Complex Made Simple

Will Noor Bank’s merger with Dubai Islamic Bank lead to layoffs?

Dubai Islamic Bank (DIB) announced the completion of the merger of Noor Bank’s operations, after the successful transfer of all banking relationships to DIB. Can this result in Noor Bank employees facing layoffs?

This acquisition brings DIB’s total assets to over 300 billion dirhams ($81.7 bn) Reuters reported in February that DIB could slash more than 500-plus job cuts at Noor Bank In 2019, six mergers and acquisitions were being negotiated in the UAE worth $625 bn

Dubai Islamic Bank (DIB) announced the completion of the merger of Noor Bank’s operations, after the successful transfer of all banking relationships to DIB.

That was the tough part that took almost a year to complete. Will a tougher result happen to Noor Bank employees?

The merger is complete

This acquisition brings DIB’s total assets to over 300 billion dirhams ($81.7 bn).  

The bank’s multi-functional and specialized work teams ensured the transfer of banking operations is completed quickly and smoothly, with minimum interruptions to the system, although Noor Bank did suffer suspension of banking activity during the final migration of data. 

The completion of the merger project happened within 283 days.

Dr. Adnan Chilwan, DIB’s CEO said: “…we succeed in restoring all services before the expected time and with minimal impacts on customers.”

In June 2019, DIB’s board of directors submitted a recommendation to the bank’s general assembly to consider the acquisition of Noor Bank.

In November 2019, DIB revealed that UAE’s Central Bank approved the proposed acquisition.

Last January 2020, DIB revealed that it had completed the full acquisition of Noor Bank through a stock exchange deal.

According to Reuters in Dec 2019, shareholders gave approval for the acquisition through an increase of DIB’s capital from 6.6 billion shares to 7.2 billion shares, with a share swap ratio of 1 new share in DIB for every 5.49 Noor Bank shares, translating into the issuance of about 651 million new DIB shares.

Read: Top UAE banks that adopted blockchain technology and why

Layoffs

However, Reuters reported in February that DIB could slash more than half the workforce with planned 500-plus job cuts at Noor Bank as part of cost cuts across both lenders. DIB has more than 9,000 employees while Noor Bank has between 1,200 and 1,400 full-time staff, according to Reuters.

The acquisition will result in cost efficiencies and contribute to profitability, as well as allow DIB to offer competitively priced products and services across a more diversified portfolio while accelerating the group’s digitization program.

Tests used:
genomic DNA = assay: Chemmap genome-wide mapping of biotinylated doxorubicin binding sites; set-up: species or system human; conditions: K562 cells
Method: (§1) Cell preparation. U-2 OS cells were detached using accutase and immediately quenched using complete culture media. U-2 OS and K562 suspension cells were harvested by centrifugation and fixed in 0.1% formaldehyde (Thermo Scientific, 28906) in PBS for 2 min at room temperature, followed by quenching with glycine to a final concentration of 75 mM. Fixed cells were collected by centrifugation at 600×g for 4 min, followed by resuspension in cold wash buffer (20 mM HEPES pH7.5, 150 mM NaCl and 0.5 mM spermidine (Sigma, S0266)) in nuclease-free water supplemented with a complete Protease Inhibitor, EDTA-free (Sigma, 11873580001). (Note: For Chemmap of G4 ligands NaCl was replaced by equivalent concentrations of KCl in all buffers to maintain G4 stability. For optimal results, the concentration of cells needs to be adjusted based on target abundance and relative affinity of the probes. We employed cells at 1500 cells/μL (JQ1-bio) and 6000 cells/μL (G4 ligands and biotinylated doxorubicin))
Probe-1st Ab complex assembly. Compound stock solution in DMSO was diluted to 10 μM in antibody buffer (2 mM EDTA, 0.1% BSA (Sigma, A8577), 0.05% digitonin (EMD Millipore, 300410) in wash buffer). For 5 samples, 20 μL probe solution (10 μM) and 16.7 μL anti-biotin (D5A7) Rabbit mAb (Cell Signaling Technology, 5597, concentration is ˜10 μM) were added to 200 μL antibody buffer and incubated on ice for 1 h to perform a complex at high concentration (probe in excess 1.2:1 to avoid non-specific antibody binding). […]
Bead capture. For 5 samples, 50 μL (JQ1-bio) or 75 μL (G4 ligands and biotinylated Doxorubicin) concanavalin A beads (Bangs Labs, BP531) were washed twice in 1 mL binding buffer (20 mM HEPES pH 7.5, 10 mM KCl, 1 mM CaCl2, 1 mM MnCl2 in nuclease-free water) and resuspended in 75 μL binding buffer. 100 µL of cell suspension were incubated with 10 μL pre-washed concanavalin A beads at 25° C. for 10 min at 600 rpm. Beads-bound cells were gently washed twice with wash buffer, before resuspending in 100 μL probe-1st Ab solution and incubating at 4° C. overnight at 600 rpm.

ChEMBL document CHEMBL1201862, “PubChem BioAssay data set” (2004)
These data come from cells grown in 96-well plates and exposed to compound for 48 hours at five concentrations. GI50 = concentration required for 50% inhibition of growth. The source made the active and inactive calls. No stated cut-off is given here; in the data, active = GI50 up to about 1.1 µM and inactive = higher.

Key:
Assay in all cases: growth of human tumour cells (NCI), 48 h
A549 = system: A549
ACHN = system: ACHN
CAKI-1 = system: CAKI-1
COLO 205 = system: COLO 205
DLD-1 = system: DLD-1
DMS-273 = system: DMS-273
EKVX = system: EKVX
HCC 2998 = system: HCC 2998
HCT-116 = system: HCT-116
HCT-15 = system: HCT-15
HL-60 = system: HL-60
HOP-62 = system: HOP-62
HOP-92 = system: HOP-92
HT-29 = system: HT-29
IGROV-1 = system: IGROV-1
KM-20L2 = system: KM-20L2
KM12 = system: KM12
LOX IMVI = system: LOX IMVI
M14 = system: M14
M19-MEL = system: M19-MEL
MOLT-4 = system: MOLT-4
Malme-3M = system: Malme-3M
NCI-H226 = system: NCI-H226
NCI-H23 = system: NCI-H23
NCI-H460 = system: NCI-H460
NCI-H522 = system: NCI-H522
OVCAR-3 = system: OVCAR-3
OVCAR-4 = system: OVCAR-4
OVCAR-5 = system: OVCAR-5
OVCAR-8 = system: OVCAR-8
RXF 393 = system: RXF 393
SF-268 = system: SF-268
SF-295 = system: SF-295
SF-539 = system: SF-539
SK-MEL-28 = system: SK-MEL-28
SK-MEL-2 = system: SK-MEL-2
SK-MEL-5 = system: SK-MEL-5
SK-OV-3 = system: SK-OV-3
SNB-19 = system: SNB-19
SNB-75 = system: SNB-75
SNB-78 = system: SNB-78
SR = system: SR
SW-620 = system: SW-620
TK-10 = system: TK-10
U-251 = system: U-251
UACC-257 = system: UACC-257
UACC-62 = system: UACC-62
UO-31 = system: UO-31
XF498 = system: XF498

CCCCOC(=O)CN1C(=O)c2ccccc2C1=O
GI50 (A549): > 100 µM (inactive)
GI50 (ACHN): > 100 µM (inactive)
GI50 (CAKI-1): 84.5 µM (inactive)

Following their mergers, First Abu Dhabi Bank (FAB), Emirates NBD and Abu Dhabi Commercial Bank (ADCB), downsized employees, citing redundancies.

United Arab Emirates’ Central Bank data shows local banks had laid off 446 people at the end of September in 2019.

COVID-19 is not making things easy as well and has contributed to banking employment losses. In Q1 2020, the top 10 UAE banks reported a combined 22.4% drop in net income quarter-on-quarter, according to a report by Alvarez & Marsal.

DIB recently reported 3.12 bn Dirhams ($850 million) in net profit for the 9-month period which ended September 30, 2020, down 22% year on year (yoy).

The bank’s total income reached nearly 9.9 bn Dirhams ($2.7 bn) for the nine months of 2020 supported by core business growth as well as robust fees and commissions and FX income of 1.32 billion Dirhams ($360 mn), an increase of 19% yoy.

Read:  Meet the company driving ‘Open Banking’ in the MENA

Bank mergers in GCC

“The banks now face larger cost adjustments as low oil prices and the coronavirus fallout constrain growth opportunities and severely dent their profitability,” said Badis Shubailat, analyst at Moody’s Investors Service.  

Pressures building from the oil price and pandemic shocks will increasingly drive purely financially driven transactions, particularly among smaller banks crowded out by larger competitors, the rating agency said.

One of the upcoming mergers is expected to be between two Saudi banks, National Commercial Bank and Samba. 

The new entity would have a 30% market share of Saudi’s banking assets, double that of its nearest challenger, Al Rajhi Banking & Investment Corp. The deal will result in a combined entity with total assets of $213 bn, according to S&P Global Market Intelligence data, and it will create the third-largest bank in the GCC by assets.

 The UAE set the trend with the creation of FAB through the merger of National Bank of Abu Dhabi and First Gulf Bank in 2017. In May 2019, ADCB merged with Union National Bank and the new entity took over Al Hilal Bank as its Islamic arm.  

The GCC banking sector has been undergoing a major consolidation phase with 20 banks negotiating mergers and acquisitions with an estimated $1 trillion worth of assets even months before the epidemic outbreak.

In 2019, six mergers and acquisitions were being negotiated in the UAE worth $625 bn and two in Saudi Arabia worth $256 bn.